September Lawn and Garden Tips

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Seeding Fescue Lawns – The middle of September is the very best time to seed your fescuelawn. Make sure to use a quality seed at a rate of 10 pounds per 1000sqft, cover with straw for new lawns and water frequently to ensure good germination. When the seedlings emerge they have very small, shallow roots. Keep them watered and don’t let falling leaves smother them. Use a leaf blower on low power or rake VERY gently to remove leaves. Overseeding old lawns can be done by mowing the lawn closely to the ground, raking or aeration to expose some soil
and seeding fescue at a rate of 3-5 pounds per 1000sqft. Water shallowly as often as possible during the first 2 weeks to get good germination.

Shrubs & Trees – Fall is a good time to plant shrubs and trees. This gives them the entire fall and some of the winter to establish a root system, which in turn will give them a better start in the spring. Be careful not to prune plants until after the first frost to avoid soft regrowth that could be killed in the cold.

Flowers – Plant pansies and mums this month for seasonal color. This is also a good time to divide Iris. To achieve success, have good drainage, full sun, clean cultivation (weed and grass free) and frequent dividing of large clumps. Geraniums can be overwintered in your garage or basement if you the area you are keeping them in stays above freezing. Be sure to bring them in before the first frost. You can leave them in the pots or remove all the soil and place them bare root in paper bags.

Storing Bulbs – Five common flower garden plants: Dahlia, Canna, Caladium, Gladiolus, and Tuberous Begonia may not overwinter outside. To save the plants, lift roots, tubers, or corms about the time of our first killing frost. They may be dug just after foliage dries. Dig deep enough so that part of the plant will not be snapped off when lifted out of the soil. Leave soil around Dahlia tubers, Canna and Caladium roots. Store bulbs in a garage or other building until soil dries and falls away from plant parts. Shake soil off roots and tubers and cut away dried stem. Discard  mmediately any plant parts that show soft spots or disease. Place tubers and
roots in old sawdust or peat moss—in a flat box or plastic bag with holes for  ventilation. Store in a dry, cool place such as a basement. Do not store on back porch or in garage. These plants cannot withstand freezing. Also, store away from danger of being eaten by mice, squirrels, etc.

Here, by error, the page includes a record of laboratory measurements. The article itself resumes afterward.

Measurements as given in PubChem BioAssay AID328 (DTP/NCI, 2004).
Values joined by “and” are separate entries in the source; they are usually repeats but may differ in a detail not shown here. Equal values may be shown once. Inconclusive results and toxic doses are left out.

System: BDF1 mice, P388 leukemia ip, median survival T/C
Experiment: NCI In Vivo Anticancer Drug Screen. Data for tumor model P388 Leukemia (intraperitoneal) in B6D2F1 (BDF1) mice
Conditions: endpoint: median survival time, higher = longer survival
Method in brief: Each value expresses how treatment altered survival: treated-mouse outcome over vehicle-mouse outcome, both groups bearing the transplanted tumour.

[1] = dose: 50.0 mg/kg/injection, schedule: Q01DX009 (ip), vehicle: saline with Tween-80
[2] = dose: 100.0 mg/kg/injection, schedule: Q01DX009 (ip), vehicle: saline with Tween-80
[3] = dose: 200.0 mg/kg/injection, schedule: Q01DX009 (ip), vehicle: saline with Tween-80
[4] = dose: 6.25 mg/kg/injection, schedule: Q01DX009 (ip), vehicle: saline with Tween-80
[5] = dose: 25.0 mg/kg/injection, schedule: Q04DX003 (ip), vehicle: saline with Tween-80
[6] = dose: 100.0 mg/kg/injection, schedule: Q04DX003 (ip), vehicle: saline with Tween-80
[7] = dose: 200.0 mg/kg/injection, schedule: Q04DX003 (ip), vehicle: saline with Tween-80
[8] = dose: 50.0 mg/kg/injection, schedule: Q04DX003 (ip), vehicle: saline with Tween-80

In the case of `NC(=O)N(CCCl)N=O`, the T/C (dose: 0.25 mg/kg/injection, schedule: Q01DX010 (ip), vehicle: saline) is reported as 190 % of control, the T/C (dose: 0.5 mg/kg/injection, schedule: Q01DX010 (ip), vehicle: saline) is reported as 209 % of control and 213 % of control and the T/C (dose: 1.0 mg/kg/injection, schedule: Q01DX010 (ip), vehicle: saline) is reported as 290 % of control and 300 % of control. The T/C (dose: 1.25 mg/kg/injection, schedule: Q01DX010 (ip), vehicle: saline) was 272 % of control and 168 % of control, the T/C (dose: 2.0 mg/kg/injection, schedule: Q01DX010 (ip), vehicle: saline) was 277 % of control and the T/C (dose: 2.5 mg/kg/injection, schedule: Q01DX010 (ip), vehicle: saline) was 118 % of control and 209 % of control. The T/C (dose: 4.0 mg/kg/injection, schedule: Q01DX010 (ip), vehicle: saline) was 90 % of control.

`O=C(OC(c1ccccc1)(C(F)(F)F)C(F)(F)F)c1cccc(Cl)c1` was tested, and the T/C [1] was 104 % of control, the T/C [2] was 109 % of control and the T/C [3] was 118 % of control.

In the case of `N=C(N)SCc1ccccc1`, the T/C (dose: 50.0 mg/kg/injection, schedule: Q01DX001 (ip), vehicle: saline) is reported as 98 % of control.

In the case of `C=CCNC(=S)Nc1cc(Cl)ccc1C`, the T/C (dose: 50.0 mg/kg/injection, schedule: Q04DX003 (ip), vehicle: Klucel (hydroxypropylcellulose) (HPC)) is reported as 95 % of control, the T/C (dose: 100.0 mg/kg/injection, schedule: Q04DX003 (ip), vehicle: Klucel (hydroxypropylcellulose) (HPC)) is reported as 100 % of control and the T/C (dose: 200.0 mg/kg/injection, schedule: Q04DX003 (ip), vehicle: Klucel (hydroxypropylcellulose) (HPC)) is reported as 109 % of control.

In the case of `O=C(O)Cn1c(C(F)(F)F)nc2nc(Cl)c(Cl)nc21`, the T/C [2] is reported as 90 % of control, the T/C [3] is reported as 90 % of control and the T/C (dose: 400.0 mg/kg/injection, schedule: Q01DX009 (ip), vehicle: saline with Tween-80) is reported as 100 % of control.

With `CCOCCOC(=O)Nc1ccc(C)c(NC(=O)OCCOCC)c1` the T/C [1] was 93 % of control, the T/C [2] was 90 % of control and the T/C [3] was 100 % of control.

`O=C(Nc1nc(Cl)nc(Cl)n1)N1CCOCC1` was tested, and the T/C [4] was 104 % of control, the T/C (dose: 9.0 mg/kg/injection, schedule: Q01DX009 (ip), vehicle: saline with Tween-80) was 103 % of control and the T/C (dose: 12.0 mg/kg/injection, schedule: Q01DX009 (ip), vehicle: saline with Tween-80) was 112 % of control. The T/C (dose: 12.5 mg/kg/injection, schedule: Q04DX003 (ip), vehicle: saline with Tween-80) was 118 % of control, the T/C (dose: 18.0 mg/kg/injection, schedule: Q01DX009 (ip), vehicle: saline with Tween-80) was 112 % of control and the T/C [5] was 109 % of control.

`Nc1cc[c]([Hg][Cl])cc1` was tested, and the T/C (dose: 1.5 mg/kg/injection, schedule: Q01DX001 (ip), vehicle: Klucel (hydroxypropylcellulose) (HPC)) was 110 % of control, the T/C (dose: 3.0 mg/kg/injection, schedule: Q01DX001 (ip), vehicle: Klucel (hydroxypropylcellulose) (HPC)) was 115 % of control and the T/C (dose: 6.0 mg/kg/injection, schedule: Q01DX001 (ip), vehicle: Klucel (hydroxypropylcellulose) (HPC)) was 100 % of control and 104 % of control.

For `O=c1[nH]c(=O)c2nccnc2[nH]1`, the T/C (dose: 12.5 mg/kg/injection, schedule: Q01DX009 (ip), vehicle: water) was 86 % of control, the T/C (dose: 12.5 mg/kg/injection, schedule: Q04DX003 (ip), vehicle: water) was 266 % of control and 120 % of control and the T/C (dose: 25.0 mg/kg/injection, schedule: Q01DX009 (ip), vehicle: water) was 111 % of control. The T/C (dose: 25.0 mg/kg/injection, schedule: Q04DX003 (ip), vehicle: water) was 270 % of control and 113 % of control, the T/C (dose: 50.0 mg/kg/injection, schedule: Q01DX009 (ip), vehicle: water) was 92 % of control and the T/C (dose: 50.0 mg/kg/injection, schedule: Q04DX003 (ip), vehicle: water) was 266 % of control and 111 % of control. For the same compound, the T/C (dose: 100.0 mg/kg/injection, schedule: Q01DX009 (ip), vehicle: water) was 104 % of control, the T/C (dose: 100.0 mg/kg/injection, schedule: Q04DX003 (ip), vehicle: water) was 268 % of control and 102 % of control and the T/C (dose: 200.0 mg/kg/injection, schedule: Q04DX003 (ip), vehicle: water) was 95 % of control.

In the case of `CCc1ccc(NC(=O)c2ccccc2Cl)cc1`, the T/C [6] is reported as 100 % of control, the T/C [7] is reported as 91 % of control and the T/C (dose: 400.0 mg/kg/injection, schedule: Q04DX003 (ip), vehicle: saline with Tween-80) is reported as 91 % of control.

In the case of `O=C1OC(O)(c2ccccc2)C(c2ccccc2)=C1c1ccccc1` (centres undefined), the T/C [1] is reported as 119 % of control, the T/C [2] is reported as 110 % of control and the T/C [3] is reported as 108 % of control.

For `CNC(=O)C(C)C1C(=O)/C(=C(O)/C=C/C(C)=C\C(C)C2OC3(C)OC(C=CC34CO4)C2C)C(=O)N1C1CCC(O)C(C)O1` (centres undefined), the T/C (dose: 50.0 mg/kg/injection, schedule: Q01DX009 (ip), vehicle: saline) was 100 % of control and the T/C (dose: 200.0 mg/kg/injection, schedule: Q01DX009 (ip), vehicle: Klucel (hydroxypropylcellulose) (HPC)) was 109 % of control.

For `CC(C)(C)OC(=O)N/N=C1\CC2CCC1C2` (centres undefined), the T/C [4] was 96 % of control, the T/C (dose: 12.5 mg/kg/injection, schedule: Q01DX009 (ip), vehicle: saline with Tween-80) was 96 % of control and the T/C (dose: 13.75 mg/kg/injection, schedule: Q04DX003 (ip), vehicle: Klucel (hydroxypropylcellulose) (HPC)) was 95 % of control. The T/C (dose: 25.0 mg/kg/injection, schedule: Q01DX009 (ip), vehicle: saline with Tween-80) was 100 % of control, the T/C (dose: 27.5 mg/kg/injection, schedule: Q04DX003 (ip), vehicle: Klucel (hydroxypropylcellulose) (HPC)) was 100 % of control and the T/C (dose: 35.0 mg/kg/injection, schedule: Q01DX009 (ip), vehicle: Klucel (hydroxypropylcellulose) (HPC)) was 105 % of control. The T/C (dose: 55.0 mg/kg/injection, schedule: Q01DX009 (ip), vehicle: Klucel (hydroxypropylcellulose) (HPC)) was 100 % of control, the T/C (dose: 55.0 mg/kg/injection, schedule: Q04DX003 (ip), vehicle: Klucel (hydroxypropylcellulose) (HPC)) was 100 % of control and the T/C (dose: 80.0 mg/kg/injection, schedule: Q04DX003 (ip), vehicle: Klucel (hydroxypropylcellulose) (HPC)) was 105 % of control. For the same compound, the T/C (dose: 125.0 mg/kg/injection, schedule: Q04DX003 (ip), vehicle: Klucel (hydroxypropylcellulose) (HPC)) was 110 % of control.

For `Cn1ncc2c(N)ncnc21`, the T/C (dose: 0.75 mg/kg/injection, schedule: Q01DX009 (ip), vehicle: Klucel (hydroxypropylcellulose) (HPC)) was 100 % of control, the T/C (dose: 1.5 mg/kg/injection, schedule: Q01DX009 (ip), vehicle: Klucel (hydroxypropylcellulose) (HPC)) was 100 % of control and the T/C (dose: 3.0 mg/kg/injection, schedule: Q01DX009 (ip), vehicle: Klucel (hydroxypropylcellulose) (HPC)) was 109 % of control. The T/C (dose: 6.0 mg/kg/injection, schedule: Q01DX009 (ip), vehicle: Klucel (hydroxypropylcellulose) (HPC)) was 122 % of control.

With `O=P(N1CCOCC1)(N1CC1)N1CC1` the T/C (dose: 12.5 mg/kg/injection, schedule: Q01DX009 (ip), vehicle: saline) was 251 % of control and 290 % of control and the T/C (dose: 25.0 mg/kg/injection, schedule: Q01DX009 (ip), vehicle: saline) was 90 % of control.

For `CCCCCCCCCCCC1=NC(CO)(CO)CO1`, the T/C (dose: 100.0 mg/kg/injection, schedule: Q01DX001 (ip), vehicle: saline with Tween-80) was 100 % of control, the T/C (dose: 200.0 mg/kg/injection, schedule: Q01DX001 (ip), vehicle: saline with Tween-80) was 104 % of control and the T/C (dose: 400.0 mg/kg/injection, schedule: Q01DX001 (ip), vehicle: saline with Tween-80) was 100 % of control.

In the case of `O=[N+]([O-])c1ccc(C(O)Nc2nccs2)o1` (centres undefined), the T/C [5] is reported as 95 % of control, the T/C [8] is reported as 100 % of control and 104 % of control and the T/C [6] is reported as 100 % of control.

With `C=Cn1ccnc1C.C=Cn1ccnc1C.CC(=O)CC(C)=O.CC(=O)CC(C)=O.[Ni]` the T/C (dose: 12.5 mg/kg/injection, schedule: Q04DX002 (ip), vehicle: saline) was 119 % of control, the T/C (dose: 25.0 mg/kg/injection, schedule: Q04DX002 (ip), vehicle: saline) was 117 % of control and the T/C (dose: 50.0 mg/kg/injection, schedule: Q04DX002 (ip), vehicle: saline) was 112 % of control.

Houseplants – Bring houseplants indoors when temperatures dip below 50°F. Give them a good bath in soapy water or spray with insecticidal soap. Move plants into partial shade for a week to condition them to lower light levels indoors.

Winterizing The Garden – Putting the garden to bed for the winter can prevent many of next year’s insect and disease problems by thoroughly cleaning plant debris out of the garden. Pull out all annuals that have completed their lifecycle. Get your soil tested. Add organic matter and turn over soil to decrease insect and disease populations. Plant a cover crop of winter rye or annual rye grass to prevent soil erosion and to capture nutrients over the winter. It is not uncommon for insects and diseases to be more abundant in the fall. Strive to keep fall vegetables healthy and actively growing; healthy plants are less susceptible to insects and diseases. When
sufficient damage is detected, use an approved pesticide. You can extend the season of tender vegetables by protecting them through the first early frost. In North Carolina, we often enjoy several weeks of good growing conditions after the first frost. Cover growing beds or rows with burlap or a floating row cover supported by stakes or wire to keep the material from directly touching the plants. Individual plants can be protected by using milk jugs, paper cups or water- holding walls. Most of the semi-hardy and hardy vegetables will require little or no frost
protection. Semi-hardy vegetables should be harvested before a heavy freeze. Root crops such as carrots and radishes should be harvested or mulched heavily before a hard freeze. During mild winters, harvest may continue till spring.